Mars is the second-most studied planet — only behind our own — but we know virtually nothing about its interior. All astronomers have to go by is models and theories, but no concrete evidence.
NASA’s Interior Exploration using Seismic Investigations, Geodesy and Heat Transport (InSight) mission aims to change that. InSight will touch down Monday (Nov. 26) around 3 p.m. EST (2000 GMT), in a “6 minutes of terror” touchdown that you can follow live here at Space.com. Shortly thereafter, the lander will begin looking beneath the surface of Mars to reveal the secrets within the Red Planet.
About 4.5 billion years ago, the eight planets of our solar system were formed. All eight planets were formed from a clumpy disk of rock, ice and debris orbiting the young sun. Fast-forward to the present and we now see a distinct difference between the inner and outer planets. The terrestrial planets (Mercury, Venus, Earth and Mars) all have a dense, rocky structure, with only one able to support life. The Jovian planets (Jupiter, Saturn, Uranus and Neptune) are all primarily gas and swollen up to enormous sizes. The question that astronomers still can’t answer, though, is how did these terrestrial planets form and evolve? [NASA’s InSight Mars Lander: Full Coverage]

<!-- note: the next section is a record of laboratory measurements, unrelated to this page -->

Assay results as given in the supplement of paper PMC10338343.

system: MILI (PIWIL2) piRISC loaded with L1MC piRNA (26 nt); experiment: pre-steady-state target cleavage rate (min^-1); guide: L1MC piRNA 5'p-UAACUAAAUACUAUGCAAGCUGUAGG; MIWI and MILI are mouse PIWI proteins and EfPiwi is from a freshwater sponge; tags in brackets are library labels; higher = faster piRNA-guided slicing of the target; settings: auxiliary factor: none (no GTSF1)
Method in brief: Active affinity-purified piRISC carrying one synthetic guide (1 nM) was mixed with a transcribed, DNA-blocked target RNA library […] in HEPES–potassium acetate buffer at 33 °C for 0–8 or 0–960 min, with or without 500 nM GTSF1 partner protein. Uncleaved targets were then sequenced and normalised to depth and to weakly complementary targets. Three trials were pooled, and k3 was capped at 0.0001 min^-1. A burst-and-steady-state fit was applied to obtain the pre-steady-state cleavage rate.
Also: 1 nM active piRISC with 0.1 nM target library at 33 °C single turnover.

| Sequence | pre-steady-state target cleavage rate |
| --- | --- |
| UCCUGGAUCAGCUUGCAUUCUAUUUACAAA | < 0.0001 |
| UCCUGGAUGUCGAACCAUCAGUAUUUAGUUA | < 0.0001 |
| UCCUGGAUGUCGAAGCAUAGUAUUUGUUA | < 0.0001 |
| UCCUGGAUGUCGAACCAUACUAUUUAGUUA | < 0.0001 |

Thanks to modern technology and perseverance, astronomers have tried to answer this question in a period of extensive exploration of one of our closest neighbors, Mars. However, previous missions have only been able to scratch the surface. Where landers, rovers and orbiters before it have been in hot pursuit of water on the dry, sandy surface, or designed to study the planet’s tiny atmosphere, InSight is delving deeper into the unknown. By putting an ear to the ground, astronomers will get a more comprehensive understanding of the Red Planet’s core, mantle and crust.